Making Potica

Po-TEET-sa, po-TEET-sa is how it’s pronounced, just in case there’s still a question on that. I’m told that back in Slovenia if you can make potica you’re entitled to call yourself a cook. Assuming that’s true, then I’ve earned the right to sling hash in any all-night greasy spoon in Ljubljana. Adam and Eve on a raft — wreck ’em!

This isn’t bad for a first try. I’ve got a few surface defects but the interior looks good, and that’s the part that really matters with potica. Notice that I’ve got quite a few layers going here. I was able to stretch the dough quite thin, though a yeast dough is never going to get as thin as a very elastic strudel dough. So if many, many thin layers are what you’re after, head over to the strudel recipe and employ the dough you find there. Otherwise assemble the ingredients for potica and proceed as follows. Place the flour, yeast, salt and sugar in the bowl of a mixer fitted with the paddle (beater). Stir that on low.


Potica Recipe

As with all the age old trans-cultural, trans-national classics I’ve attempted here on, there is no way a single recipe can encompass the totality of potica/povitica…gestalt, shall we say. Fillings vary, doughs vary, techniques vary. This one is more Slovenian (southeastern European) in its orientation, though I realize that even in this region interpretations vary (sorry to those who were hoping for a strudel-type povitica (though I do have strudel dough on the site should you want to venture out on your own!). I offer this will all due pleasure and apologias.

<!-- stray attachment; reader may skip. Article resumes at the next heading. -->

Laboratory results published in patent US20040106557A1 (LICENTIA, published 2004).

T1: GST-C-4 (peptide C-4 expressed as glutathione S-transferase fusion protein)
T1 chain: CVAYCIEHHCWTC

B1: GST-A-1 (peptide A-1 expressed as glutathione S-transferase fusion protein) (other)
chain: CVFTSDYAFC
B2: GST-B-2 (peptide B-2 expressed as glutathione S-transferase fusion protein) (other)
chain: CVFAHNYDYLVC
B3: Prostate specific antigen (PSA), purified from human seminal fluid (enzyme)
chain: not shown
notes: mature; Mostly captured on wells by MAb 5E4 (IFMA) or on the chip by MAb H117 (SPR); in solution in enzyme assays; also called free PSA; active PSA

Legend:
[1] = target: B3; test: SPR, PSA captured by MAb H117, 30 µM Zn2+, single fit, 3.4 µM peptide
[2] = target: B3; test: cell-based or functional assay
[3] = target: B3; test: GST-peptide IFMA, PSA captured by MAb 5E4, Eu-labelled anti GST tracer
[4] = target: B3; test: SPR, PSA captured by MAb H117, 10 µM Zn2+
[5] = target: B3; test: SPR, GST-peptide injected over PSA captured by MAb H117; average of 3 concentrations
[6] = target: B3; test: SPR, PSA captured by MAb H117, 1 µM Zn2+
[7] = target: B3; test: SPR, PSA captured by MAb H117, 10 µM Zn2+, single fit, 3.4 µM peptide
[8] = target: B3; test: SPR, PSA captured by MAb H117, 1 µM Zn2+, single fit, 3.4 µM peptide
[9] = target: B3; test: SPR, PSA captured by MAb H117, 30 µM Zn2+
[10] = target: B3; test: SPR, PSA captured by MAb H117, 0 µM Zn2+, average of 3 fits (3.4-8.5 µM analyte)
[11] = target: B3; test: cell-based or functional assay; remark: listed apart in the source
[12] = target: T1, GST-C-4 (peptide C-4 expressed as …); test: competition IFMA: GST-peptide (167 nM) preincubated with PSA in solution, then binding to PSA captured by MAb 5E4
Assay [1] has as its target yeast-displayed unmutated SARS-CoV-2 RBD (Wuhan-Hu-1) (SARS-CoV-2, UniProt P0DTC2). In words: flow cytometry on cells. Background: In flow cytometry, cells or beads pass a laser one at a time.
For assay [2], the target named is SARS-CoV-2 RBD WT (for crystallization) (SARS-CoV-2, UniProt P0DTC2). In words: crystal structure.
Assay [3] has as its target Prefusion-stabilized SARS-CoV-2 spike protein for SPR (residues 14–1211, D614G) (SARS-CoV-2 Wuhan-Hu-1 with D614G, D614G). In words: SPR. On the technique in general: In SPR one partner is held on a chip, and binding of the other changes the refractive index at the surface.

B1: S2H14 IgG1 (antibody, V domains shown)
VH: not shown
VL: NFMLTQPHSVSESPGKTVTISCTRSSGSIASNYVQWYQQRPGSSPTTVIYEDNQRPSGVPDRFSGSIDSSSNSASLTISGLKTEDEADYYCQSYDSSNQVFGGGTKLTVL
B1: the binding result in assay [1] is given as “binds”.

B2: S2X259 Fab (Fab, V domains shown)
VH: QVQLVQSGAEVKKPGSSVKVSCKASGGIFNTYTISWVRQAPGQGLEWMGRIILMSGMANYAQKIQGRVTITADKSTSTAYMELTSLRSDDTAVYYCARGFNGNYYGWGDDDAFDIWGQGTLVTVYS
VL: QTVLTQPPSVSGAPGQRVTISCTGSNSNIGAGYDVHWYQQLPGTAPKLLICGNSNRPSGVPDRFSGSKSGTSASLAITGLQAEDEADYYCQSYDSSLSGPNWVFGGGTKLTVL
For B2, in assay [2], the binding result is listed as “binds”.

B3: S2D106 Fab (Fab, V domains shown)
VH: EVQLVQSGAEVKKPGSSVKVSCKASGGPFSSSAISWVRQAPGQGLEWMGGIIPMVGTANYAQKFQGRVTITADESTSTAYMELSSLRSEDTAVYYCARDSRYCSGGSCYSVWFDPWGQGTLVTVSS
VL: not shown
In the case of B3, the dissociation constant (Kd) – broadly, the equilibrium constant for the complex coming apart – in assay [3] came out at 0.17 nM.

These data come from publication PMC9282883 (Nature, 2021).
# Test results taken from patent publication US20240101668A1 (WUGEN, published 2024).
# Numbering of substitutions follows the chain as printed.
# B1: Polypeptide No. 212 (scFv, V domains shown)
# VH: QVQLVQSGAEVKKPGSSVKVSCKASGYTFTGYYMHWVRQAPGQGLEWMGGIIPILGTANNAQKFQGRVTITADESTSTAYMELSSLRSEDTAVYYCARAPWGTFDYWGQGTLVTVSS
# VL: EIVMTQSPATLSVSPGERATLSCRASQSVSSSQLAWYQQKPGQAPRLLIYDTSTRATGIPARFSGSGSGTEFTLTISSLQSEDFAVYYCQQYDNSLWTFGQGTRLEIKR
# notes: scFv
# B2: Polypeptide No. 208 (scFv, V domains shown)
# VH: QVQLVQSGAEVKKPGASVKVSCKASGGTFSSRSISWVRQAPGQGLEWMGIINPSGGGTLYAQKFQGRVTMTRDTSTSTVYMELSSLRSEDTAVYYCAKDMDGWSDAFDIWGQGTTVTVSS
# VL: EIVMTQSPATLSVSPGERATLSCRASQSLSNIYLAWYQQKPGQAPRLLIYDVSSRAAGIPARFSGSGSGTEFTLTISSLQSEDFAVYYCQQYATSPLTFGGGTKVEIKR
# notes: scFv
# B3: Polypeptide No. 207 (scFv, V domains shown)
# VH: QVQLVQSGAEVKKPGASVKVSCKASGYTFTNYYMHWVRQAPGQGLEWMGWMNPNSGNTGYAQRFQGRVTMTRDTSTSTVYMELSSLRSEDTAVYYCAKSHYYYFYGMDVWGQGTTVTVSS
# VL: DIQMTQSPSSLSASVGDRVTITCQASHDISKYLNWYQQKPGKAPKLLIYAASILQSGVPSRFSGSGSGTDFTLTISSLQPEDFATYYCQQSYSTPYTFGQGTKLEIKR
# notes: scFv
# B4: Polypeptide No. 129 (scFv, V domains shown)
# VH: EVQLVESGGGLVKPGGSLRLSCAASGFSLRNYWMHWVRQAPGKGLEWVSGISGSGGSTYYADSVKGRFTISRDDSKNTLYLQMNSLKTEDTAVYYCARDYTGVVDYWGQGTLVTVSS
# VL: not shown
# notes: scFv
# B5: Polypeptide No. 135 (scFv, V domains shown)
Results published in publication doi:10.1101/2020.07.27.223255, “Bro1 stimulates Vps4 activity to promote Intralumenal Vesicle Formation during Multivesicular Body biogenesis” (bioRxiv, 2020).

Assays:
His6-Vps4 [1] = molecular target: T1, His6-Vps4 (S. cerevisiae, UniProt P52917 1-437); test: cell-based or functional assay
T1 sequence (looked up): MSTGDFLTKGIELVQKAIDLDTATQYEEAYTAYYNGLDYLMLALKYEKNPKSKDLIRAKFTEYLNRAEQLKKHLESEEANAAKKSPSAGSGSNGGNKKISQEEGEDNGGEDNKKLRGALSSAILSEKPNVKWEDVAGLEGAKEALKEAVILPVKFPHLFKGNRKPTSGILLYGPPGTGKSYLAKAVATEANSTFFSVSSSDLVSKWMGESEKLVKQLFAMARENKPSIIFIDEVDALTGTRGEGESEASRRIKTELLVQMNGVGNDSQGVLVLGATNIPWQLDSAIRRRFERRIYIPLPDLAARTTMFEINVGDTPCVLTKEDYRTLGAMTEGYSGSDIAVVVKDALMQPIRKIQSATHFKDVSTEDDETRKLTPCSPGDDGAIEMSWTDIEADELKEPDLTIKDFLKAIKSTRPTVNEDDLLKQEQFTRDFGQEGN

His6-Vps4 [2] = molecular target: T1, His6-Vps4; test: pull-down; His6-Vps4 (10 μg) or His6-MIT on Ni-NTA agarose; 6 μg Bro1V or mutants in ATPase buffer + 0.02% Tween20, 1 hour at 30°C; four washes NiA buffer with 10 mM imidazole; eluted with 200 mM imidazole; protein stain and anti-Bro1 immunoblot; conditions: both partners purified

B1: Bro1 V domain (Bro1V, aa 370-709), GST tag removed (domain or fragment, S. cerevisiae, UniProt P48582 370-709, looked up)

The Dough

1 lb. (3 cups) bread flour or all-purpose flour
2 1/4 teaspoons instant yeast
3/4 teaspoon salt
1.75 ounces (1/4 cup) sugar
8 ounces (1 cup) whole milk, room temperature
2 ounces (1/2 stick) very soft butter